Imre Kertesz's Fatelessness (previously published as Fateless) is the story of Gyuri, a 14-year-old ethnically (but not religiously) Jewish Hungarian boy. The novel opens on the day before his father is ordered to leave for a work camp. Shortly thereafter, the boy gets a job outside of town at a factory. One day, while on his way to work, his bus is stopped, he and his fellow workers are taken off and eventually loaded onto rail cars and sent to Auschwitz. Probably fortunately for our narrator, he is shortly thereafter removed to Buchenwald and then to a work camp, Zeitz. While there, he develops a knee injury that puts him in the sick bay where his injury is operated on. He soon develops another injury - this time to his hip - while in the hospital. Eventually he is transferred back to Buchenwald, where he remains until the camp is liberated in spring 1945. After liberation, he returns to Budapest.
The power of these stories is typically not in the actual events that happen. It's the small occurrences as opposed to the plot. The one or two people who go out of their way to help someone, to share a piece of bread. There is the time when he is in the hospital and his bunk mate died in the night...he didn't tell anyone (and no one noticed) for a few days in order to get extra food rations. And when he returns home, everything is only vaguely the same. He goes to his parents house, hoping to find his stepmother, only to learn she had moved. If it hadn't been that a neighbor recognized him, he would potentially have been completely lost. He runs into people who want him to tell everything, to expose everything, and those who want him to put everything behind him - to forget and start over. But how could you forget? And how could you possibly explain to anyone what this experience really was like?
Fatelessness is advertised as being, "surpassed only by Primo Levi's Surival at Auschwitz." Now Levi's book is frickin' amazing in terms of this genre (my review here), and I'm not sure I would put Fatelessness there. There were certain grammatical and stylistic elements that annoyed me, particularly in the beginning. I'm not sure, but I would be willing to blame this on the translation from its original Hungarian. At times I noticed tense changes from past to present; phrases such as "During these days too" was repeated multiple times in the same paragraph; at times the word choice seemed strange. By about half way through the novel these things seemed to disappear...or maybe I just stopped noticing them.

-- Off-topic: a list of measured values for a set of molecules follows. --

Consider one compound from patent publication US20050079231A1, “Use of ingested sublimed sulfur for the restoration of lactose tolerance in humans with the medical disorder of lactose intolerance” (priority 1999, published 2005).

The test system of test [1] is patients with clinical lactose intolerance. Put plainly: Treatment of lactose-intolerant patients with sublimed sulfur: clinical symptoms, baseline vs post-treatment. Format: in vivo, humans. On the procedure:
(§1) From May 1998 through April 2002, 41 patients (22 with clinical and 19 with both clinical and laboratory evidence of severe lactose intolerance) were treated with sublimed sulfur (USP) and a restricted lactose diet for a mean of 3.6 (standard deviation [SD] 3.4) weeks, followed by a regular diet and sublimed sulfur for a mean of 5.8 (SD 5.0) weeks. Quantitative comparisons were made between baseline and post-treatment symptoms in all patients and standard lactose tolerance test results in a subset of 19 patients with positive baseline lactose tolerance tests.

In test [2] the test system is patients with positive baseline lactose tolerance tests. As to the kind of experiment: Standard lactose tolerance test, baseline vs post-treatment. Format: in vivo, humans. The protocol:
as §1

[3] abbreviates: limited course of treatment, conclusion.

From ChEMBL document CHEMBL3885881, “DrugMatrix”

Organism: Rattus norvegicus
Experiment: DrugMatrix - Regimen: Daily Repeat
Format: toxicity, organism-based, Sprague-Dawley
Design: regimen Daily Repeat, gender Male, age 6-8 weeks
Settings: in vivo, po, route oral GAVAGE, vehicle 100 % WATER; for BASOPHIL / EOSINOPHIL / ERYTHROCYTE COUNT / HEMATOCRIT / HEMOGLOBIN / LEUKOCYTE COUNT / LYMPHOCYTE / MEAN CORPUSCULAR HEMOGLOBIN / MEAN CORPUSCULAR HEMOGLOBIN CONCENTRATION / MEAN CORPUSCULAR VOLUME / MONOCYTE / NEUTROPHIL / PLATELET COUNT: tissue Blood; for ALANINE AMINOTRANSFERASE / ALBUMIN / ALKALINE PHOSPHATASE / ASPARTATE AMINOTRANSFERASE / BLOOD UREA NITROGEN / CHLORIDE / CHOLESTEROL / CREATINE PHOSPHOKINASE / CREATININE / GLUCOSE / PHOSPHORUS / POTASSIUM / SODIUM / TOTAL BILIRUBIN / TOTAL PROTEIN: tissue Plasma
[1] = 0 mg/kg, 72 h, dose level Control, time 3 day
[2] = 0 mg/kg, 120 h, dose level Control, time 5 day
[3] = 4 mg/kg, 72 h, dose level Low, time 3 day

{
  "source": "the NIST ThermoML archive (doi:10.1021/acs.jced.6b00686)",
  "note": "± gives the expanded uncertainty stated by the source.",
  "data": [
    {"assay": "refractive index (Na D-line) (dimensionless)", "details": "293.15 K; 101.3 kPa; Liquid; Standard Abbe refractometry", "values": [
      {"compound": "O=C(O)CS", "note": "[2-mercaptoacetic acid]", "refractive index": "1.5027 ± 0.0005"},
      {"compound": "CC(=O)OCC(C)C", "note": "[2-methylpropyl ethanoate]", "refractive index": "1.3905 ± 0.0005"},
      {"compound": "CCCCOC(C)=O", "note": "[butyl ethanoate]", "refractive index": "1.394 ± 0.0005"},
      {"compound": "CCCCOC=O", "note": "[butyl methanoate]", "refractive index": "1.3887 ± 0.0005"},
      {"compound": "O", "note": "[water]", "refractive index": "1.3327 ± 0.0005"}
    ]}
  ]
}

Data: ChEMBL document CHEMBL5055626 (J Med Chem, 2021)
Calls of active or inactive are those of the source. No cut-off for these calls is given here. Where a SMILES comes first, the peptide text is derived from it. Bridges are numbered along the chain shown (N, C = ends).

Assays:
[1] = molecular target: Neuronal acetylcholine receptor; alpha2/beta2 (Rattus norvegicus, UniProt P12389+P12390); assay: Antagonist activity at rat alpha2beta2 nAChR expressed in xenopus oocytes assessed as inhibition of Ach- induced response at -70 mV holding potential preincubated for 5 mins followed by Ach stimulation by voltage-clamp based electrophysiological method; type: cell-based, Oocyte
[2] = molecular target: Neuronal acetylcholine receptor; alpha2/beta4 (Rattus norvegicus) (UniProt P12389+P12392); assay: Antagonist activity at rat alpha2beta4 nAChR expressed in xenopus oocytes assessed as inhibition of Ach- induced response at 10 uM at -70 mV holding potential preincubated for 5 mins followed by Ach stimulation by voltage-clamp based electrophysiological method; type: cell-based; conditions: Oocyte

I was also very confused for a long time about whether or not the narrator was Jewish. He wears a yellow star, but there is a scene where a meal is served and his uncle refuses to eat because it contains pork, and his "faith forbids it." Once he arrives in the camp, he states, "I made the surprising discovery that Jews evidently don't only speak Hebrew, as I had supposed up till now." He is poked fun at because he can't speak either language - You're not a Jew, the "real" Jews say to them. It wasn't until this point that I realized what was going on...he was condemned because he was "racially" Jewish...and this is perhaps the first book I've read about someone in this particular situation. Someone who doesn't view himself as Jewish at all, and yet is lumped in with them because his family once was.
I found there were a lot of parallels to Levi's excellent work. The one that struck me immediately was the description of the shoes the prisoners were forced to wear. Until I read Survival at Auschwitz, I had never thought about it. You see the Allied pictures from the end of the war, when they liberated the camps, and you don't really notice the shoes. But those shoes just made everything worse. To have to walk all over the place, in those scraggly uniforms, hungry, unprotected from the elements, and then to have to deal with those shoes. It's strange how such a mundane detail such as that not only has shown up in now two of the Holocaust novels/memoirs that I've read, but that the detail has resonated with me.
I suppose the amazing parallel between the two works was the fact that these two people probably only survived at all because they were in the sick bay when their camps were evacuated prior to the Allied arrivals. Had they been healthy...had they not been where they were, the works of both of these men would never have existed. And it is amazing in that is not only that small twist of fate saved these two men, but what is equally tragic is the number of other works of art that were destroyed before they had a chance to be created by people who were not as "lucky" as Kertesz, Levi, and also Weisel (though he did go on the forced march) and others.
Fatelessness wasn't Survival at Auschwitz, which I couldn't recommend enough for people also interested in the subject, but it was good in its own right. There is a movie version (though I've read it is more based on Kertesz experience than the fictionalized version in Fatelessness) and I hope to get it this week through netflix. Expect a post on that next week.